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Full text of "History of the Consolidated Gas, Electric Light and Power Company of Baltimore / Delbert B. Lowe."

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L'.rJK C' 1 J'"., COMPANY 

The Consolidated Gas Electric Light and Power Com- 
pany is, as its name indicates, an organisation resulting 
from the merging of several similar companies. These com- 
panies date from the year l8l6 when the first gas eompany 
in the United States was organized in Jaltimore. 

In I8l6 Rembrandt Paale was the proprietor of a 
museum in Baltimore where scientific novelties were dis- 
played. As an additions 1 curiosity lor. Peale installed a 
system of the then unknown gas lights, with which to il- 
luminate his museum. This display attracted many visitors 
and caused much favorable comment, encouraged by the 
reception the gas lights had received, Peale apolied to the 
Hay or and City Council of Baltimore for permission to organ- 
ize a company to lay pipes in the streets and light the 
city by means of gas. His proposition was favorably re- 
ceived by the Mayor and Council and in a very short time 
an ordinance was passed which authorized Peale and his 
associates to form the "Gas light Company of Baltimore" 
and to contract for lighting the city with gas. Thus was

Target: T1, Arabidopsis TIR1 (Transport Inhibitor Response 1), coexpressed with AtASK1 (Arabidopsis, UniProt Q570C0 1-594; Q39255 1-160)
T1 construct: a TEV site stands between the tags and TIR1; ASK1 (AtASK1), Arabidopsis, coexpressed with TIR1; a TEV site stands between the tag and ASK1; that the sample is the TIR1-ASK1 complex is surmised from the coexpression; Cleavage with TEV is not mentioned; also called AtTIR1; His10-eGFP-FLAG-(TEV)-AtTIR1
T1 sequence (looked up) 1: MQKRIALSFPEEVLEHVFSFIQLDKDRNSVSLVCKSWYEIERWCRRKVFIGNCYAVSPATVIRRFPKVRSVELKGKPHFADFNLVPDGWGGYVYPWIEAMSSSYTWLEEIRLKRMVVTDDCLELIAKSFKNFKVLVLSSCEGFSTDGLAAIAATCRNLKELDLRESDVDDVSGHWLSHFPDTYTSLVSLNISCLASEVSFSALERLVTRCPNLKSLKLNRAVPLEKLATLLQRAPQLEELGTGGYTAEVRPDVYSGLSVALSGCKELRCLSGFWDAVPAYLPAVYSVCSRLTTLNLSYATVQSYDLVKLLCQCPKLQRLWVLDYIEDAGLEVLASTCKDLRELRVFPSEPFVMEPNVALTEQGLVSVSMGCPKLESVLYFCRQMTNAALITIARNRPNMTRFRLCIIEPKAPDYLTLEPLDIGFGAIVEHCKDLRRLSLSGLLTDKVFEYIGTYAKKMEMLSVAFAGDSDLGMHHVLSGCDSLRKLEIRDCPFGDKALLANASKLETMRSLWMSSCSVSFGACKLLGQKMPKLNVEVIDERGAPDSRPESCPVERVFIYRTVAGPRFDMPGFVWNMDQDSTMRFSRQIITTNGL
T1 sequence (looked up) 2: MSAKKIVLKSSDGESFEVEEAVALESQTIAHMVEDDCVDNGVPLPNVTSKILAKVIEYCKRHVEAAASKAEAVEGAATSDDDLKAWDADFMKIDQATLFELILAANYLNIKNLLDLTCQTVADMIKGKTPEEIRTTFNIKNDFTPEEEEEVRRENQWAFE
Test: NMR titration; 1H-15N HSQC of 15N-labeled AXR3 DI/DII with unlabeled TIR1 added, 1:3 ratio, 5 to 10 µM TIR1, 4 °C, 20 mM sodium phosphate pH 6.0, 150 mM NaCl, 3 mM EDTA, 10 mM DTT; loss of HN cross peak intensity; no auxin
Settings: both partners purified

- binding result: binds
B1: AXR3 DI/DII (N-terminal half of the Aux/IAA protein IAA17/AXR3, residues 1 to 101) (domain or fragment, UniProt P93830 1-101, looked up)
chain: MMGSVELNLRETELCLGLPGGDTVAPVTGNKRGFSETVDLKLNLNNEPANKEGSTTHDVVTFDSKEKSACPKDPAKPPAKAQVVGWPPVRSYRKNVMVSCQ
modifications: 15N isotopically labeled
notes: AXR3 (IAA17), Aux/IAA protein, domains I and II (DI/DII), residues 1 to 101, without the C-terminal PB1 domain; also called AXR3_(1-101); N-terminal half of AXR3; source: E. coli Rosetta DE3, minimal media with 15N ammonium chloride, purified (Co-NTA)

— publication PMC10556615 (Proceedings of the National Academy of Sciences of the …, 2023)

formed the first gas company in the Inited States, and from 
this simple beginning has developed the great Consolidated 


Company of to-day. 

Jhe gaa manufactured by this first company was coal 
gas. It was made by burning coal in cast-iron retorts, the 
gas being driven off and conducted away from the retort by a 
pipe. It was then cooled and stored in gas holders, Jhis 
gas was used exclusively for over 5^ years, or until the 
introduction of water gas. 

The Gas light Company continued to operate, with- 
out competition, until 1871 when the "People's Gas Company" 
was formed. This company also manufactured coal gas. 

In 1873 patents were granted to Professor Thaddeus 
Iowa on his process for making water gas, and in 1874 "the 
first water gas plant was installed at Phoenixville, Pa. In 
a short time plants were also erected in several other places. 
Jhese plants proved so successful that in I876 the 
"Consumers' Mutual Gas Light Company" was organized in 
Baltimore for the purpose of introducing the new gas. In 1877 
the plant was completed and distribution begun. Professor 
Henry IVurtz of Foboken, N.J., an eminent chemist, was 
asked to investigate and report upon the quality and charac- 
teristics of the water gas. In his report the statement is 
made, as follows: 

"I have no hesitation in pronouncing this to be 
the cleanest gas thr t has come within my observation, this 
observation having been very extensive." 

The water gas was made by passing steam over 
anthracite coal, heated to incandescence. In order to make 


the gas burn with a luminous flams it was mixed with, -vaporized 
oil. It proved to be so much cleaner and cheaper than coal 
gas that the plant erected by the Consumers' Company contin- 
ued in operation until 1904 whs n it was closed down.